March 10th marks the third drop of HelloAngelGirl’s GAL* collection, which takes inspiration from kogyaru fashion and the gyaru subculture. Their first two drops, which quickly sold out, show that gyaru fashion is still appreciated by a new generation.
What is “gyaru?”
The term “gyaru” comes from the transliteration of the English slang word “gal.” Gyaru is often used to describe a Japanese fashion subculture characterized by bleached blonde or chestnut-dyed hair, tans, heavy makeup, provocative clothing, and European luxury brands. The style is also associated with embracing youth, excessive shopping, and a rebellious attitude among young girls (although girls weren’t, and aren’t, the only people to participate in the gyaru subculture).
The gyaru style is thought to have emerged due to unstable economic conditions following Japan’s bubble period, during which stock market prices inflated. Gyaru fashion peaked in the 1990s and 2000s and has evolved multiple times, branching into various subcategories such as himegyaru, rokku gyaru, and ganguro. However, one of the first and most popular iterations of the gyaru subculture is kogyaru fashion.
Kogyaru fashion features modified school uniforms, loafers, and bulky white “loose socks.” The style came from private schools designing fashionable school uniforms that students proudly wore after school finished.
The original kogyarus often came from wealthy families. Kogyarus distinguished themselves and flaunted their wealth by wearing their stylish uniforms in public and sporting European designer accessories. Rather than dressing up and disguising themselves as adults, students embraced their youth as they shopped and partied in Shibuya.
Kogyaru began catching mainstream attention as magazines targeted towards older men began writing about the young girls wearing the kogyaru style. These magazines characterized gyarus as sexually promiscuous, and men sexually harassed young girls. To protect themselves, those who sported kogyaru fashion often adopted an intimidating persona towards outsiders of the subculture but would remain friendly towards other gyaru. Soon gyaru became known for dressing cute for fellow gals rather than attracting attention from men.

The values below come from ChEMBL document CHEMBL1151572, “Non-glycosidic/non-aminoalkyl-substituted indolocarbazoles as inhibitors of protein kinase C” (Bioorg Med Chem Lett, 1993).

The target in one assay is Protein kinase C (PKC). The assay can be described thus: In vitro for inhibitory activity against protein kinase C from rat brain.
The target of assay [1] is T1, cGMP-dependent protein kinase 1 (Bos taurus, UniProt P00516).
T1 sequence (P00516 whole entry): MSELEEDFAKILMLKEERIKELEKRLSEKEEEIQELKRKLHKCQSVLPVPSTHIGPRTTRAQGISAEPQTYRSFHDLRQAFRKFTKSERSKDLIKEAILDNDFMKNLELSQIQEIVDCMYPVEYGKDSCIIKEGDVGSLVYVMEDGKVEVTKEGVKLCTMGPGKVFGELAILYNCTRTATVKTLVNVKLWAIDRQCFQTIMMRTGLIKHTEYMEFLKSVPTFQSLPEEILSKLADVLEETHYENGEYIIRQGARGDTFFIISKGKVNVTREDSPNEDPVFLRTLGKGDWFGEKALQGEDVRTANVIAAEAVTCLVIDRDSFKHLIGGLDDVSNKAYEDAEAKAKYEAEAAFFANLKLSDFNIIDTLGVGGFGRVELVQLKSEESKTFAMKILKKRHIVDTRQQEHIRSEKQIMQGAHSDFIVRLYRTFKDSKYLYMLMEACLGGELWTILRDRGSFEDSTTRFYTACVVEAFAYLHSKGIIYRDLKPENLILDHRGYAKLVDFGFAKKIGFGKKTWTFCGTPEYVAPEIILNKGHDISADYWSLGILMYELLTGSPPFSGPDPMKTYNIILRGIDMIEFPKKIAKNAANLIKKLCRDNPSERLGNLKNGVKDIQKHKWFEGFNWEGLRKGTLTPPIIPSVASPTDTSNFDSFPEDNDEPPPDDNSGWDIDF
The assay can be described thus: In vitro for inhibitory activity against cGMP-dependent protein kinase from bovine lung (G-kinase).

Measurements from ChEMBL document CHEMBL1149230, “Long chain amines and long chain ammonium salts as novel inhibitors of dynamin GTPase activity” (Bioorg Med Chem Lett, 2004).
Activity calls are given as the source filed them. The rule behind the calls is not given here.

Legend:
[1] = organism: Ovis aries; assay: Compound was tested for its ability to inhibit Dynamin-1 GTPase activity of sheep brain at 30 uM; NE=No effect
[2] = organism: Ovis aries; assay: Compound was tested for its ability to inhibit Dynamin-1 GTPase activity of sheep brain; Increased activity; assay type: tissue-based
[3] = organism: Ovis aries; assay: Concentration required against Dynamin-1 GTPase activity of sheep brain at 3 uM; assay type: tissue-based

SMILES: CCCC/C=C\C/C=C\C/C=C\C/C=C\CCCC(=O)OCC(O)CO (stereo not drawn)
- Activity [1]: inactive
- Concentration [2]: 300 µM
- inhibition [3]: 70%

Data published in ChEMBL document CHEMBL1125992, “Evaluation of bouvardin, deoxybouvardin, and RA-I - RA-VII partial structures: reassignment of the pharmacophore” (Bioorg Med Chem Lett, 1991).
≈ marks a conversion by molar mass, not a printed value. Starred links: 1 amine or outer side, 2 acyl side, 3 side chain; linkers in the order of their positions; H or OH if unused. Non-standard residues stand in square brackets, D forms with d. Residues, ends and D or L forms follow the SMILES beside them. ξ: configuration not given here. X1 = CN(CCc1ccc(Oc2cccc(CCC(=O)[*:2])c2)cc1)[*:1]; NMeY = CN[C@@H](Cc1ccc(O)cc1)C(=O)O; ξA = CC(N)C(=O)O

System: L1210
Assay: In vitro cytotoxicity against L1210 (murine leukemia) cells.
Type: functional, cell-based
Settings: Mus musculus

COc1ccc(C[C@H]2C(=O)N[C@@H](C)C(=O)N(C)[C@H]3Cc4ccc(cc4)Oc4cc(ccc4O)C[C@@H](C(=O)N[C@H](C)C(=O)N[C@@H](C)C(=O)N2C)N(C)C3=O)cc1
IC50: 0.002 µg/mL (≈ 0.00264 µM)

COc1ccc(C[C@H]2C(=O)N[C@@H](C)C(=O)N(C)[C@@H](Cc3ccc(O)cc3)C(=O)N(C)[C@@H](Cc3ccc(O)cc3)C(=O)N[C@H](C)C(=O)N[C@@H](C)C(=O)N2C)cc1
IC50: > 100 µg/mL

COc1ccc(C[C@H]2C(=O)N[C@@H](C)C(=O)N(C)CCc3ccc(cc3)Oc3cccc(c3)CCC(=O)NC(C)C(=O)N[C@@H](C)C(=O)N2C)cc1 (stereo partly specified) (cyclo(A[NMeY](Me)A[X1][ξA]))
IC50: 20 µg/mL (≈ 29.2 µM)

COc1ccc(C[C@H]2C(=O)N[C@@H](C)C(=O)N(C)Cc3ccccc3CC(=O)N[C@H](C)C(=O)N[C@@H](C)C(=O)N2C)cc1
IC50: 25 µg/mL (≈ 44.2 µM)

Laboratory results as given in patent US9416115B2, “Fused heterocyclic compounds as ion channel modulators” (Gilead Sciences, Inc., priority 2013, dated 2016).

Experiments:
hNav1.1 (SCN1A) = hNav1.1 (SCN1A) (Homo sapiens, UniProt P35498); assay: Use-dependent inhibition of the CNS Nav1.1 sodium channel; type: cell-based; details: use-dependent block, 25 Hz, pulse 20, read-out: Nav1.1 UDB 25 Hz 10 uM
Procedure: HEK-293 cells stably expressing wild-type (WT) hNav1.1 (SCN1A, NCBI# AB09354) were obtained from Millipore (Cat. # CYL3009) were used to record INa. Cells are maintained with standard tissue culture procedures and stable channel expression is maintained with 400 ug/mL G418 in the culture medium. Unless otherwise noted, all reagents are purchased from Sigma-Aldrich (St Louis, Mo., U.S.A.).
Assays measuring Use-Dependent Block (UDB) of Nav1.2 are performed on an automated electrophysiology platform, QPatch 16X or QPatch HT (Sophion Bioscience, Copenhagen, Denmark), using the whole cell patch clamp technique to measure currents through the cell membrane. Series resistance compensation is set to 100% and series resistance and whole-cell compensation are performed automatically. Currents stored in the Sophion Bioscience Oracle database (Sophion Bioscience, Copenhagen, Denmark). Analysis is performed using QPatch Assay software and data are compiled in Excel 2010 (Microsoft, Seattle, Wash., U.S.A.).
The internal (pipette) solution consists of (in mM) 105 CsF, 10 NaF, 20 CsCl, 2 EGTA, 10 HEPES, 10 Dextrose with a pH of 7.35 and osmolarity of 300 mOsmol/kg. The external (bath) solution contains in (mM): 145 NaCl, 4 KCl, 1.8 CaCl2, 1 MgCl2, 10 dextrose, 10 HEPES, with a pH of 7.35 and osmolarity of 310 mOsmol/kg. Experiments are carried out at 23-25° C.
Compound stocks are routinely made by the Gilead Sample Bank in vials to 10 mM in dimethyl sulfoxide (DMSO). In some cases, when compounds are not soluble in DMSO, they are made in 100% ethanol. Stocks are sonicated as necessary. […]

Still, those hoping to be a part of gyaru culture found joining hard. Unlike most styles and trends, gyaru fashion came from the girls who wore the style rather than from a company or a magazine. Since gyaru fashion came from a specific group of people rather than the fashion industry, the style was hard to replicate. Without any magazines or brands dedicated to gyaru fashion, getting into gyaru fashion as an outsider was difficult.
Shibuya 109 was the solution. The department store provided multiple shops that marketed themselves towards the gyaru subculture and employed members of the subculture. People interested in gyaru fashion finally had a location to go to and learn about the style from older gals. With Shibuya 109 came new gyarus who weren’t members of the upper class, and gyaru fashion branched into different subcategories.
HelloAngelGirl is a woman and Vietnamese-owned brand with a large online following. The brand’s previous releases include, but are not limited to, the Gloomy Boots and the Summer Memory collection. Their newest collection, GAL*, takes direct inspiration from the kogyaru fashion and lifestyle. The collection includes a cardigan, button-up, mini-skirt, leg warmers, and other accessories.
For our inaugural Gal* Collection, our wish is that angels can make the happiest memories with their closest gals in Kogal*. True friendship is healing and transcends time. Gal pals are Forever and Every Gal is a Star.helloangelgirl.com
Showing the brand’s ambassadors going out with one another in their cute clothing, GAL* reflects the core gyaru values: dressing up, going out, and having fun.